Ev­ery­one’s play­ing the buy­back game. War­ren Buf­fett’s Berk­shire Hath­away dis­closed this month that it is buy­ing back al­most US$1bil­lion of its own shares. Ditto for Spo­tify, the mu­sic stream­ing com­pany. Ap­ple, which rarely launched buy­backs in the Steve Jobs era, has spent US$73-bil­lion on buy­backs in the past year alone (the Fi­nan­cial Times cal­cu­lated that the amount was enough to fund the salaries of 311,000 teach­ers for four years, or half of global in­fra­struc­ture spend­ing re­quired by 2030). The lav­ish buy­backs helped to pro­pel Ap­ple’s value to US$1-tril­lion at one point (the com­pany’s mar­ket cap has since fallen to about US$962-bil­lion). Buy­backs, not new prod­ucts, ap­pear to be sus­tain­ing Ap­ple’s lofty share price – the com­pany has not launched a block­buster new prod­uct since the iPhone ap­peared in 2007.

And that’s the point. The mar­ket is on a sugar high fu­elled by tax cuts and their off­spring, the buy­back bo­nanza. The fat price-to-earn­ings premium on the S&P 500 In­dex is just one in­di­ca­tion of dan­ger ahead. An­other is what is known as the Buf­fett In­di­ca­tor, which Mr. Buf­fett once called “the best sin­gle mea­sure of where val­u­a­tions stand at any given mo­ment.”

It’s a sim­ple cal­cu­la­tion, achieved by di­vid­ing the to­tal mar­ket value of all U.S. shares by the lat­est gross do­mes­tic prod­uct fig­ure. If the fig­ure falls be­low 90 per cent, stocks are con­sid­ered cheap. Any­thing north of 100 per cent in­di­cates the op­po­site. The Buf­fett In­di­ca­tor hit 145 per cent just be­fore the dot­com bub­ble burst in 2000. Last year, the in­di­ca­tor reached 130 per cent, and kept ris­ing to al­most 150 per cent in July.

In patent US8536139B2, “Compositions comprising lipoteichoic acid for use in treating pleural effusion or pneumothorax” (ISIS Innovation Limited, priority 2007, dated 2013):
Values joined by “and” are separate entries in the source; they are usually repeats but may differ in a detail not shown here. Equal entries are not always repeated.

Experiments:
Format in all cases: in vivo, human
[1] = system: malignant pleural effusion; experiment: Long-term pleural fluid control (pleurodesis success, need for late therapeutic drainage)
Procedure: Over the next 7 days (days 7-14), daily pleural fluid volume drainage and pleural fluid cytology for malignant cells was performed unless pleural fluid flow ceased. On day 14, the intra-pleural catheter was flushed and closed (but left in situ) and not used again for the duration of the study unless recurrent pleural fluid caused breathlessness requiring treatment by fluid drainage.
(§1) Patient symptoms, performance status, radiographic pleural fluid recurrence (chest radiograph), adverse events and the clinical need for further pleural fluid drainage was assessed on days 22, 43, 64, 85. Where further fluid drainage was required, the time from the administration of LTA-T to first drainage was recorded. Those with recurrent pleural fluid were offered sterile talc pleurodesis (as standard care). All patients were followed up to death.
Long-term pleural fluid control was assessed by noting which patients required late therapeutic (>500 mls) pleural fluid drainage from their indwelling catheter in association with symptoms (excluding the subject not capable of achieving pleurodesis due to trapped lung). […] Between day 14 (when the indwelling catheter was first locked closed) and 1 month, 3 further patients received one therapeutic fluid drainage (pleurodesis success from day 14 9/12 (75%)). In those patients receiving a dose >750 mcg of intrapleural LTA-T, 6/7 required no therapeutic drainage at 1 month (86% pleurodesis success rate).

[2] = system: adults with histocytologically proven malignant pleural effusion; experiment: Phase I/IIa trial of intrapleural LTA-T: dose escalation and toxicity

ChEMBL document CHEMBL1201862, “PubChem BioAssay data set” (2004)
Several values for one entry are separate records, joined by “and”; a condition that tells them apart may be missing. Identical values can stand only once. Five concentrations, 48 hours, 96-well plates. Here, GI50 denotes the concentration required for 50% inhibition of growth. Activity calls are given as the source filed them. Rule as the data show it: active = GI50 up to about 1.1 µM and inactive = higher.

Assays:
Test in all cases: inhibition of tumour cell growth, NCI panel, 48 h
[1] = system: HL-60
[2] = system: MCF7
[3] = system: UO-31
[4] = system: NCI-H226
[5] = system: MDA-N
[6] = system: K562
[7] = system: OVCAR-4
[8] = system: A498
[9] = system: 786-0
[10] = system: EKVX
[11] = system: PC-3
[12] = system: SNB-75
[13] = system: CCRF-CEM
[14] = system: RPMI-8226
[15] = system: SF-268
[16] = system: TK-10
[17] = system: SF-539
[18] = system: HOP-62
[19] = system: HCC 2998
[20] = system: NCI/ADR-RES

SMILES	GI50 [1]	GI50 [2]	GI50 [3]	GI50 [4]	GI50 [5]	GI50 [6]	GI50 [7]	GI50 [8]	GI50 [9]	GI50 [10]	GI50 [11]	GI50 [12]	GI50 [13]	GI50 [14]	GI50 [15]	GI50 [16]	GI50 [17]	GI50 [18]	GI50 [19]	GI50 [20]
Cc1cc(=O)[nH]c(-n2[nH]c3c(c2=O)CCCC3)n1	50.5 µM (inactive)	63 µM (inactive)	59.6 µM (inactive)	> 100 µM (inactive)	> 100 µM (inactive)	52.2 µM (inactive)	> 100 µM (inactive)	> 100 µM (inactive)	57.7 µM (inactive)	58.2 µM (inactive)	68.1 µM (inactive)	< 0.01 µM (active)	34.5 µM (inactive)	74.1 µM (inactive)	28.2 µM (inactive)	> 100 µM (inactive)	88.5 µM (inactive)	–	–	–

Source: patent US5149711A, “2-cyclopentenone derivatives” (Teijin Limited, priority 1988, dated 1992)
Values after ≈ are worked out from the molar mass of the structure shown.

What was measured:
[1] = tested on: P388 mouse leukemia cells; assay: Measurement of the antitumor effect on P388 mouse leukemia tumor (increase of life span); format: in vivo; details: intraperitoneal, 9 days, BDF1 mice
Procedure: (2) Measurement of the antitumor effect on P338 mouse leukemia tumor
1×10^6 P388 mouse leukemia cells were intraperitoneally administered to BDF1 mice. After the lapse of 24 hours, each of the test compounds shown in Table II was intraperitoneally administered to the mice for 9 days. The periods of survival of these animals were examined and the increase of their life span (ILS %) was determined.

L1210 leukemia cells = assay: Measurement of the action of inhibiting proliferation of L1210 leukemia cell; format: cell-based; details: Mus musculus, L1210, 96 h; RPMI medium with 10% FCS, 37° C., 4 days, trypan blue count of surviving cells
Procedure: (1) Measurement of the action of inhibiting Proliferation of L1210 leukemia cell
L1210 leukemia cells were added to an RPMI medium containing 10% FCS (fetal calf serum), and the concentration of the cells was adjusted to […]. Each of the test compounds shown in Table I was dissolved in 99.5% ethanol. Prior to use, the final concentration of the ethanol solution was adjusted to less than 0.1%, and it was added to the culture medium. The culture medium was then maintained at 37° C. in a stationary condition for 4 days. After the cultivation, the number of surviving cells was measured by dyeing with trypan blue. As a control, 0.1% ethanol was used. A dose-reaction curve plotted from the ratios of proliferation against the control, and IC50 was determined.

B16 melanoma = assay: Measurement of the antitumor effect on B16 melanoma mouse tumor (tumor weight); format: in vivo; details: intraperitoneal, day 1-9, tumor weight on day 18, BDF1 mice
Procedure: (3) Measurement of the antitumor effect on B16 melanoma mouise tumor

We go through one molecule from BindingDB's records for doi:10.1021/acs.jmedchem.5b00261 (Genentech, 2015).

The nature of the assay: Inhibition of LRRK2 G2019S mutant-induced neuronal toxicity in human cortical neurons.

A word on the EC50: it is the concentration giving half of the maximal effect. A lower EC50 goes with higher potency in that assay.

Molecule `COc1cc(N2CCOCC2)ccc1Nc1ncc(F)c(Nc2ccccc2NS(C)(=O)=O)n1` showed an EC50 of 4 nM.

What could cause the mar­ket bub­ble to burst? It’s im­pos­si­ble to iden­tify the trig­ger, but JPMor­gan notes that the pace of buy­backs, while up a lot over last year, slowed con­sid­er­ably in Septem­ber and Oc­to­ber, as less over­seas cash is repa­tri­ated. If buy­backs are the mar­ket’s main sup­port mech­a­nism, any slow­down in buy­backs could have dire con­se­quences. Ris­ing in­ter­est rates will hurt.

Mr. Trump is ev­i­dently wor­ried about the pos­si­ble va­por­iza­tion of the wealth ef­fect.

Last month, af­ter the mar­ket fell fast and hard be­fore re­cov­er­ing, he said the head of the U.S. Fed­eral Re­serve was mak­ing a “big mis­take” by rais­ing in­ter­est rates. The stock mar­ket is weaker than it ap­pears. Cor­po­ra­tions loved the tax cuts, which fi­nanced a tsunami wave of buy­backs, ar­ti­fi­cially prop­ping up eq­uity prices. That game can’t last for­ever. .

Mr. Trump’s great give­away may come back to haunt him, along with his re-elec­tion prospects.

What’s driv­ing stocks to pos­si­bly wild val­u­a­tions is not surg­ing growth and prof­its in Cor­po­rate Amer­ica. The rea­son is more mun­dane: It’s share buy­backs, and lots of them.